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IB3M3-15 Acting Responsibly

Department
Warwick Business School
Level
Undergraduate Level 3
Module leader
Rachel Dickinson
Credit value
15
Module duration
10 weeks
Assessment
100% coursework
Study location
University of Warwick main campus, Coventry
Introductory description

N/A.

Module web page

Module aims

The module is designed to:
1.To explore business ethics in and as practice;
2.To examine ethics from a embodied perspective, foregrounding the role of experience, emotions, bodily presence and performativity;
3.To develop understanding of the internal culture of an organisation and factors that inhibit and/or enhance ethical behaviour and relationships;
4.To understand how moral and ethical judgement, reasoning and decision making is shaped and the role that self knowledge and reflective practice play in this.

Outline syllabus

This is an indicative module outline only to give an indication of the sort of topics that may be covered. Actual sessions held may differ.

To create a meaningful culture of participation that is both effective, sustainable and socially responsible we cannot think about organisational structure and the management of this without thinking about what behaviours are required to realise these in practice.
Business ethics is a huge and complex field, which cannot be fully explored or comprehended within the context of a standalone module. What Acting Responsibly sets out to do is explore the question of what it means to act responsibly in business today together with how business ethics play out in practice. Designed around corporate morality and ethical reasoning, the module is contextualised using high profile scandals, past, present and emergent, placing emphasis on self-inquiry and collective responsibility. The ethical dilemma's faced by individual and or organisations will be used to question the values we hold, what and who shapes them and how they inform the choices we make. Using drama and theatre based approaches, students work in participatory and collaborative ways to help negotiate the the ambiguity and uncertainty that surrounds Business Ethics today. Exploratory scene work, scripted and improvised, will be used regularly as learning resources with which to identify the conditions that inhibit, enhance or reproduce behaviours in the workplace, and the extent to which ethical behaviour is contextual and situational.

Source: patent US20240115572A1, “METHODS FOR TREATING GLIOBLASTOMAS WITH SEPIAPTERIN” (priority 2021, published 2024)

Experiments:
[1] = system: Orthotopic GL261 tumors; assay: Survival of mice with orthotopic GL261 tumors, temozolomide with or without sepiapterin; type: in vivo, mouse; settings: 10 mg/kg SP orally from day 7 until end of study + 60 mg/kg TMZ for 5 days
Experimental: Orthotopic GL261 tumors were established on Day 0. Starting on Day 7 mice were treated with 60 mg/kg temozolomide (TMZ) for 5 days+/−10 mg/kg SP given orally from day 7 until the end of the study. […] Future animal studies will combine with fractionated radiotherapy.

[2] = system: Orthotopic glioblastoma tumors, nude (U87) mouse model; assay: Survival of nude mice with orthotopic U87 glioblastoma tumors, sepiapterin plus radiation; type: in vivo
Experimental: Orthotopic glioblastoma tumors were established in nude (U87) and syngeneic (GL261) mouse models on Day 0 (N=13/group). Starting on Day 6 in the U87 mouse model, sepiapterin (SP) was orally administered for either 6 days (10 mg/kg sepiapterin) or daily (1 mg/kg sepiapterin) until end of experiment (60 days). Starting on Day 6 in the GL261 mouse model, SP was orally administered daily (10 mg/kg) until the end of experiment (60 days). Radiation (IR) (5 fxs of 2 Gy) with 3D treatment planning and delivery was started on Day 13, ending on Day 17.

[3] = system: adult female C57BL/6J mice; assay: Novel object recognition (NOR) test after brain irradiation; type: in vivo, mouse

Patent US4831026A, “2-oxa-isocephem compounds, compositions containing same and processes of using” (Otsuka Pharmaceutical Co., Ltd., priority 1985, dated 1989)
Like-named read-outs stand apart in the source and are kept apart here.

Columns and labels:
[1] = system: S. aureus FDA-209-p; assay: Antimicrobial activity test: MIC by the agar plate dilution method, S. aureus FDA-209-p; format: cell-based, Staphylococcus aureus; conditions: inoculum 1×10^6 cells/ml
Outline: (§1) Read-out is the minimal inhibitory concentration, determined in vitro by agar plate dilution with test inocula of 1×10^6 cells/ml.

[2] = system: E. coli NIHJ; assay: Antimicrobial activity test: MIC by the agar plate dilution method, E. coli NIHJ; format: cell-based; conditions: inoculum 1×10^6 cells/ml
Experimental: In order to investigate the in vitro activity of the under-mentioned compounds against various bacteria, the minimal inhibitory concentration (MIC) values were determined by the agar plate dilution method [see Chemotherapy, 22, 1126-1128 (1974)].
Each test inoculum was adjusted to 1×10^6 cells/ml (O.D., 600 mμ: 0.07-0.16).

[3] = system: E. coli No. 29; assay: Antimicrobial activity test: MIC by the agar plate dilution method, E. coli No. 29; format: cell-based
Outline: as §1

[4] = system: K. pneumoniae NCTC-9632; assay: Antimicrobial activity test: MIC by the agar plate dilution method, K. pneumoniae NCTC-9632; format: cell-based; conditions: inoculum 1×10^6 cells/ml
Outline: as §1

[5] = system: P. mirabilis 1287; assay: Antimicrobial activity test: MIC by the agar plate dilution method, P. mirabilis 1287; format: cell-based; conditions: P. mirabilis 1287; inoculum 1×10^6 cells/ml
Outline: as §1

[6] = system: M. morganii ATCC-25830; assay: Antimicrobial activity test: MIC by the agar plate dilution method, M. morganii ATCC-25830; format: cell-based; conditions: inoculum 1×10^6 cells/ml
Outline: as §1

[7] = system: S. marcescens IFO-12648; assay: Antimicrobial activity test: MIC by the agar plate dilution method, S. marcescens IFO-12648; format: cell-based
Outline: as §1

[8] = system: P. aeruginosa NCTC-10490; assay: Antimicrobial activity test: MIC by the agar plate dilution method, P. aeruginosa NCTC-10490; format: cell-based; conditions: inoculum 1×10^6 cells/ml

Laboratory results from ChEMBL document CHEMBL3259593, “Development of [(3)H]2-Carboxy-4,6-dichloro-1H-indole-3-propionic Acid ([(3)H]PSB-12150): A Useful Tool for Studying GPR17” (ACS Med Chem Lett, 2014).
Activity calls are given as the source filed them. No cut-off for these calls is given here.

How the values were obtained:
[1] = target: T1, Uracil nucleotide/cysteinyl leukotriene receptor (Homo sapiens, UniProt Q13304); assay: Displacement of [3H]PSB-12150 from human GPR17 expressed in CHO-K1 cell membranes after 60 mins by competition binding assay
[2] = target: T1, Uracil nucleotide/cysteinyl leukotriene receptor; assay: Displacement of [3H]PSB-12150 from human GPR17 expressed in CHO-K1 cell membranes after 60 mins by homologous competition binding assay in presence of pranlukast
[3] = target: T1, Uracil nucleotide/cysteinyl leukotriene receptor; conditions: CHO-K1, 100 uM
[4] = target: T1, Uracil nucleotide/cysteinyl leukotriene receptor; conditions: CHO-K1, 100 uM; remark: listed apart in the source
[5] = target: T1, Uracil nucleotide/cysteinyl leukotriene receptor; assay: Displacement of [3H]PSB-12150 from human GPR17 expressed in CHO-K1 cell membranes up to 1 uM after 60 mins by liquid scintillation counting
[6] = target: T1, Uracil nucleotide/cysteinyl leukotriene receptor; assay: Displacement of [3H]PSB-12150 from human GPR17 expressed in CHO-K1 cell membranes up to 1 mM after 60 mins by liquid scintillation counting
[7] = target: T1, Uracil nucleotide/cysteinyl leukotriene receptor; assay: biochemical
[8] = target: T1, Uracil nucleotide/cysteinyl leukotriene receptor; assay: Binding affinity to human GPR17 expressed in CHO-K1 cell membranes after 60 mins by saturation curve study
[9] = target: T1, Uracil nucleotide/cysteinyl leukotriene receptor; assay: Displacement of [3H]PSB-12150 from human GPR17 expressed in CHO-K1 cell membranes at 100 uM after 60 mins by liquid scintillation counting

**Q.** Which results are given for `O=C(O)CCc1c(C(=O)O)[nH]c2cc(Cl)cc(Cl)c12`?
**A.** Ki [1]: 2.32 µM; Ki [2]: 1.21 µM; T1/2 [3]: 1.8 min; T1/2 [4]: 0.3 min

There is an expectation and reliance on reflective practice as being central to both understanding and knowledge development in this module, supported through individual deliberation, reflective practice and open dialogue. Content will actively encourage participants to make connections between good management and principles that often influence and shape attitude, expectations and behaviour. The critical distance provided through in-role work will present students with alternative ways to express themselves, for example by stepping into the shoes of Leaders, Managers, and employees. Participants will adopt the role of documentary filmmakers. The film component being introduced and used as a sense-making tool designed to help conceptualise understanding and engagement with content and their critical understanding/reflection and analysis of materials and experiences introduced. The approach encourages critical engagement and consideration of the conditions required for building a healthy socially responsible organisation and what role business education can play in producing socially responsible and ethically motivated graduates.
Subject knowledge, whether lecture-based or workshop generated will provide the opportunity for students to actively engage with and reflect on a range of materials e.g. academic literature, current issues, interviews, and student experience. Inclusive pedagogies being used to generate debate and encourage dialogue, and the reflections collected weekly used to build a community of practice, who together share ideas and opinions on experiences encountered. The podcast material is designed to accompany the practical workshops, extending and deepening themes introduced and experienced in class, for example; the role of behaviour, attitude and emotion in management and organisational life, including how people make decisions, model responsibility and create opportunities for embodied leadership, emotions at work, cultures of power, practical wisdom, governance.